Fees Help Drive Working Poor From Banks

Publication: The New York Times

Author: Ann Carrns


10/27/2011 - “Hidden or unexpected” fees are the No. 1 reason given by the working poor for closing bank accounts, a recent study found.

The study by the Safe Banking Opportunities Project, a project of the Pew Health Group, surveyed 2,000 predominantly low-income, Hispanic households in the Los Angeles area in a two-phase study. Study participants were screened and recruited through a door-to-door, interviewer-administered survey.

The second part of the study, conducted in 2010, found that 32 percent of respondents said fees were the top reason for abandoning traditional bank accounts, followed by a job loss or lack of funds (27 percent). Six percent cited poor customer service. (About a third of  newly unbanked individuals did not attribute their decision to end their banking relationship to any option available in the survey.)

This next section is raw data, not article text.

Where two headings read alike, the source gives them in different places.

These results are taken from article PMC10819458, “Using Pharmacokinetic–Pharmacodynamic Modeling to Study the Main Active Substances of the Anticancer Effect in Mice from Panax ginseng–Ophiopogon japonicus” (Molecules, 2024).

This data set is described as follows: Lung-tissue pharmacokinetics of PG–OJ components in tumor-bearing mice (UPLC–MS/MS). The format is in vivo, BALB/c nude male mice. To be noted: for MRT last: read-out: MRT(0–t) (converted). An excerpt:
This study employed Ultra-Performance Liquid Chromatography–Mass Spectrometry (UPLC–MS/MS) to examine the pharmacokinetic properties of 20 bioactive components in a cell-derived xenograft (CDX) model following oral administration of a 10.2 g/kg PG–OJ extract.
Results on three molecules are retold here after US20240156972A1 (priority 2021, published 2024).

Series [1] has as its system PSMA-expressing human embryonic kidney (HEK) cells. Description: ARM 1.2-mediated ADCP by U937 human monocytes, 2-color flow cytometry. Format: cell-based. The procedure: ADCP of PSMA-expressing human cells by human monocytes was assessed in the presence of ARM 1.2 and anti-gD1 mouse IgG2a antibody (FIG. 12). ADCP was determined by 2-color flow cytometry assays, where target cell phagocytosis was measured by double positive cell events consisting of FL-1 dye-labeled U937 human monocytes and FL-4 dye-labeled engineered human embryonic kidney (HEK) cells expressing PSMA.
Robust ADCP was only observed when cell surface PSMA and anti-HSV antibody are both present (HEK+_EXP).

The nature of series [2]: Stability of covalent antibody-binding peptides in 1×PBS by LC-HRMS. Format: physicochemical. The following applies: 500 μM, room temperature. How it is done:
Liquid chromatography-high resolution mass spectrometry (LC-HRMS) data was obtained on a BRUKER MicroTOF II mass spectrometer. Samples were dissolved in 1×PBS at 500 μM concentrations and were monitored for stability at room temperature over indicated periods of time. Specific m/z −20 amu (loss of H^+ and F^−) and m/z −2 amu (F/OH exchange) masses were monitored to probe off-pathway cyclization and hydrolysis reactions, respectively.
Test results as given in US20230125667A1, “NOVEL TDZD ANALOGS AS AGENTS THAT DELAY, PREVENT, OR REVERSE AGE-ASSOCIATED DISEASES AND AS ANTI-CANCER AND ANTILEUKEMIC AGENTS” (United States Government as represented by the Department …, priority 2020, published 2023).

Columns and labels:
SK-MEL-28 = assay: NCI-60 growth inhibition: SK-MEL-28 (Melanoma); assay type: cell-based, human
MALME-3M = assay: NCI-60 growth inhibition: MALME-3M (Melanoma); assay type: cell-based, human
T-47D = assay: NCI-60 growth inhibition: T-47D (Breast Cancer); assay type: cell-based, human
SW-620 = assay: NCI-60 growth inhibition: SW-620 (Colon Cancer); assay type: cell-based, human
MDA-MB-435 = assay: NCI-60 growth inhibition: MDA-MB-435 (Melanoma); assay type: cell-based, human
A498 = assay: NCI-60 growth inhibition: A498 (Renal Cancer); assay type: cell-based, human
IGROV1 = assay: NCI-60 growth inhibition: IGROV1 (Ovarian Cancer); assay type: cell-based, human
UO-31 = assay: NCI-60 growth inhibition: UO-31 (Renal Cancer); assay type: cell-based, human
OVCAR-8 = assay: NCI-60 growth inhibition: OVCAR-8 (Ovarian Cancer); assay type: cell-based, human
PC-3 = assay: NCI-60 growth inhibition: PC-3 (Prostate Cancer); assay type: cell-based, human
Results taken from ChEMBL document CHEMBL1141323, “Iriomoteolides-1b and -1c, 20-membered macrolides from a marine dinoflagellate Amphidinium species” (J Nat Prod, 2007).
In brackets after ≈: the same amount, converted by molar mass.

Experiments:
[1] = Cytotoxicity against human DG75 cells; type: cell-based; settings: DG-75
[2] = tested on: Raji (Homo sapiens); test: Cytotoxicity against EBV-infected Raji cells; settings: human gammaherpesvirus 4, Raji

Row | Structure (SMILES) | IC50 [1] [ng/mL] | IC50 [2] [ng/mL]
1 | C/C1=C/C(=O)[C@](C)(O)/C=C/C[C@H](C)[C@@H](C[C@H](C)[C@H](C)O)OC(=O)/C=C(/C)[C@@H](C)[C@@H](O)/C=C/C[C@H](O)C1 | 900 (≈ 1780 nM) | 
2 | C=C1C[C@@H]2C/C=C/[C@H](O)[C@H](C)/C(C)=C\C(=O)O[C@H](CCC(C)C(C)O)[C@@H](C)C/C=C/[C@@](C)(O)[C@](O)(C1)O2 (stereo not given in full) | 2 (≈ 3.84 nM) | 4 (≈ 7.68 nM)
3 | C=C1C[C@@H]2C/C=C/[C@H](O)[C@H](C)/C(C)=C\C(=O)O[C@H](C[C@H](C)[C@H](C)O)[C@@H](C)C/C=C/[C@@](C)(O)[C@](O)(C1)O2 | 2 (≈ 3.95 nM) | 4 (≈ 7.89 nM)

The study found that the ranks of the “unbanked,” or those without checking or savings accounts, increased over the course of the study, with more families closing bank accounts (13 percent) than opening them (8 percent).

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“This data points to a real need for banks to better disclose their fees in a concise, easy to understand format,” Susan Weinstock, project director for the Pew Health Group, said in a statement.

The health group is urging the new Consumer Financial Protection Bureau to require that banks adopt a one-page disclosure form, to make checking account fees understandable for consumers.

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Read the full article, Fees Help Drive Working Poor From Banks, on the New York Times' Bucks blog.

Pew is no longer active in this line of work, but for more information visit the Safe Banking Opportunities Project on PewHealth.org.

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